Most of the delays for riders on the Q44 bus occur while the vehicle is in motion, indicating that dedicated bus lanes would help clear a path for faster service. Image: NYC DOT [PDF]
What happens when you hold a meeting about better bus service but bus riders don’t show up?
Residents of Kew Gardens Hills packed an open house last night in a near-panic about the carmageddon they fear if bus lanes are installed on Main Street in their neighborhood. While the crowd last night was big and boisterous, very few regular bus riders turned up. Residents of other neighborhoods along the route who would benefit most from bus lanes — a key component of Select Bus Service plans — were also scarce last night.
In the absence of a pro-transit constituency, City Council Member Rory Lancman and Assembly Member Michael Simanowitz fed the crowd’s perception that giving more street space to buses would cause a traffic disaster. The SBS supporters who did attend said transit riders should get a chance to weigh in before decisions get made. However, Transportation Commissioner Polly Trottenberg, who was in attendance, seemed prepared to back off bus lane plans for the neighborhood already.
DOT has been mulling Select Bus Service between Flushing and Jamaica for routes on Main Street, Kissena Boulevard, Parsons Boulevard, and 164th Street. Last night, the agency narrowed its focus to the Q44, which carries 28,700 riders each day. The route travels between Jamaica and the Bronx Zoo, following Main Street through Flushing.
The project will upgrade limited-stop Q44 service to a full SBS route, including off-board fare payment, traffic signals that hold a green light for buses, and pedestrian safety upgrades at key intersections, all of which were well-received at last night’s meeting [PDF].
DOT has already added bus lanes to some streets in downtown Jamaica and is bringing centralized control of traffic signals to downtown Flushing. While DOT has not laid out where it would add new bus lanes, the specter of dedicating street space to transit was too much for some Kew Gardens Hills residents to bear. ”It’s a disaster,” said Community Board 8 transportation committee member Carolann Foley. “You lose a whole lane going down Main Street, so the traffic is going to be crazy.”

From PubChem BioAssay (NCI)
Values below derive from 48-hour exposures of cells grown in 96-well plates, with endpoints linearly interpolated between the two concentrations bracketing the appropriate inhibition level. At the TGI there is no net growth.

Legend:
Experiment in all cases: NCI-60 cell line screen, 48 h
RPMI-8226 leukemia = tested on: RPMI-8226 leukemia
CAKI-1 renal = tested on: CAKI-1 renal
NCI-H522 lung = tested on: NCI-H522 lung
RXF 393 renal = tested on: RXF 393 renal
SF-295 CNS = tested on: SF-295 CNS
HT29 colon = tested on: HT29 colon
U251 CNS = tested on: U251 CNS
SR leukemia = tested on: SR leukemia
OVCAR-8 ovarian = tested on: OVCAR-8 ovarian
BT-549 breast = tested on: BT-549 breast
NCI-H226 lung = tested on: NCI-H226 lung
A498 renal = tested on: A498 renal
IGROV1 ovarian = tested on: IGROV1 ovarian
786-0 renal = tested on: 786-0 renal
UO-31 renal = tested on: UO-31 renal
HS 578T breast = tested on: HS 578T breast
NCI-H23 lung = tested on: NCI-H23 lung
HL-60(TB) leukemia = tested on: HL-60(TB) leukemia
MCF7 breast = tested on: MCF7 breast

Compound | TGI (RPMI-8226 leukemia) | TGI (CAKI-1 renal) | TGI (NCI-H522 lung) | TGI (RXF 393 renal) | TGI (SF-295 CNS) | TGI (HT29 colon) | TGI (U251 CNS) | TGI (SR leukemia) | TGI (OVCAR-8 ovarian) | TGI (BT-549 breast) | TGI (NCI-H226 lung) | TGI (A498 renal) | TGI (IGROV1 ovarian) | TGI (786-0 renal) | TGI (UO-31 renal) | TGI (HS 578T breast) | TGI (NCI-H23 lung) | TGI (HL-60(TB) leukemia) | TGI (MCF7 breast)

Rory Lancman and Michael Simanowitz don’t think anything can change the car dependence of their districts.
DOT and the MTA have now added bus lanes to more than half a dozen major streets for SBS routes. Nowhere has carmaggedon ensued. On Webster Avenue in the Bronx, for instance, general traffic moves just as fast as it did before, but now the tens of thousands of people who ride buses every day get where they’re going faster.
Lancman and Simanowitz, however, view traffic as an unstoppable force of nature. ”The bus ridership in the neighborhoods that I represent is not very significant,” said Lancman, who has helped lead the bus lane opposition with Simanowitz and local civic associations. “In my district, better bus service is not going to make up for people losing parking spaces… People are not going to suddenly get on a bus and shop on Main Street and lug their groceries home.”
“There are a lot of cars, and there are going to be more cars,” Simanowitz said. “We’re not going to get cars off the street just by putting in an express bus lane. It’s a fact of life. The cars are here.”